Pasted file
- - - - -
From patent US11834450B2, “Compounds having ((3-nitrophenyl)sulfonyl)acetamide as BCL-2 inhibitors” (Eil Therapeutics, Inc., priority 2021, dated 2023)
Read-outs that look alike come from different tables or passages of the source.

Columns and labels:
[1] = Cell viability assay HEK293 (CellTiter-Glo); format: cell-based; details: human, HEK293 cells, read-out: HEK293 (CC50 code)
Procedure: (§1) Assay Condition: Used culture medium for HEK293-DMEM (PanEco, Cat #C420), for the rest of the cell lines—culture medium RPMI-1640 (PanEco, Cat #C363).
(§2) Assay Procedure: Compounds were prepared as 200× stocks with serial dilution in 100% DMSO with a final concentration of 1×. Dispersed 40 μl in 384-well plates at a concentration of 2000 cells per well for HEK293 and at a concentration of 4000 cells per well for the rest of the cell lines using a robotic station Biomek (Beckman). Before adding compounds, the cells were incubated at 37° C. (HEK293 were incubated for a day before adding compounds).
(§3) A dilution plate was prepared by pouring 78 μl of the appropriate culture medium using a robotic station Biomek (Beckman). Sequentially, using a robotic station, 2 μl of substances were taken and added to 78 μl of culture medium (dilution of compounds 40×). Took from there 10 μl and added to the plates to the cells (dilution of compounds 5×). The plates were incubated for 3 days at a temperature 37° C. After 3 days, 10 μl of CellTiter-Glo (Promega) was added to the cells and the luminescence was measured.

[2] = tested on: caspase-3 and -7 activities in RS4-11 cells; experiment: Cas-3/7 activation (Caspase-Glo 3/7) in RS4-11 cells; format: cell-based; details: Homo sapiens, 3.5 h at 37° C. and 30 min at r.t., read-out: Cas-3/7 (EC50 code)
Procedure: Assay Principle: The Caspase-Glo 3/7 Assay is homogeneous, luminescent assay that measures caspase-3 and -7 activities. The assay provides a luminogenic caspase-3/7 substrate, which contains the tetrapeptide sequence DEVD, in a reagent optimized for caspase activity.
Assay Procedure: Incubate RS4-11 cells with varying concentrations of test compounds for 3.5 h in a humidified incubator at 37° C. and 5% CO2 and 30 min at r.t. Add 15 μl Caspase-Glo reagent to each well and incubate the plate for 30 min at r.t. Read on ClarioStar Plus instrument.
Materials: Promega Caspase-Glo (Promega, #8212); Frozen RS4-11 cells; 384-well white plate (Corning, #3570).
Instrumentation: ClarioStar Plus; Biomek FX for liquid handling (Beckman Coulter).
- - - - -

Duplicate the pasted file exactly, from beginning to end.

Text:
From patent US11834450B2, “Compounds having ((3-nitrophenyl)sulfonyl)acetamide as BCL-2 inhibitors” (Eil Therapeutics, Inc., priority 2021, dated 2023)
Read-outs that look alike come from different tables or passages of the source.

Columns and labels:
[1] = Cell viability assay HEK293 (CellTiter-Glo); format: cell-based; details: human, HEK293 cells, read-out: HEK293 (CC50 code)
Procedure: (§1) Assay Condition: Used culture medium for HEK293-DMEM (PanEco, Cat #C420), for the rest of the cell lines—culture medium RPMI-1640 (PanEco, Cat #C363).
(§2) Assay Procedure: Compounds were prepared as 200× stocks with serial dilution in 100% DMSO with a final concentration of 1×. Dispersed 40 μl in 384-well plates at a concentration of 2000 cells per well for HEK293 and at a concentration of 4000 cells per well for the rest of the cell lines using a robotic station Biomek (Beckman). Before adding compounds, the cells were incubated at 37° C. (HEK293 were incubated for a day before adding compounds).
(§3) A dilution plate was prepared by pouring 78 μl of the appropriate culture medium using a robotic station Biomek (Beckman). Sequentially, using a robotic station, 2 μl of substances were taken and added to 78 μl of culture medium (dilution of compounds 40×). Took from there 10 μl and added to the plates to the cells (dilution of compounds 5×). The plates were incubated for 3 days at a temperature 37° C. After 3 days, 10 μl of CellTiter-Glo (Promega) was added to the cells and the luminescence was measured.

[2] = tested on: caspase-3 and -7 activities in RS4-11 cells; experiment: Cas-3/7 activation (Caspase-Glo 3/7) in RS4-11 cells; format: cell-based; details: Homo sapiens, 3.5 h at 37° C. and 30 min at r.t., read-out: Cas-3/7 (EC50 code)
Procedure: Assay Principle: The Caspase-Glo 3/7 Assay is homogeneous, luminescent assay that measures caspase-3 and -7 activities. The assay provides a luminogenic caspase-3/7 substrate, which contains the tetrapeptide sequence DEVD, in a reagent optimized for caspase activity.
Assay Procedure: Incubate RS4-11 cells with varying concentrations of test compounds for 3.5 h in a humidified incubator at 37° C. and 5% CO2 and 30 min at r.t. Add 15 μl Caspase-Glo reagent to each well and incubate the plate for 30 min at r.t. Read on ClarioStar Plus instrument.
Materials: Promega Caspase-Glo (Promega, #8212); Frozen RS4-11 cells; 384-well white plate (Corning, #3570).
Instrumentation: ClarioStar Plus; Biomek FX for liquid handling (Beckman Coulter).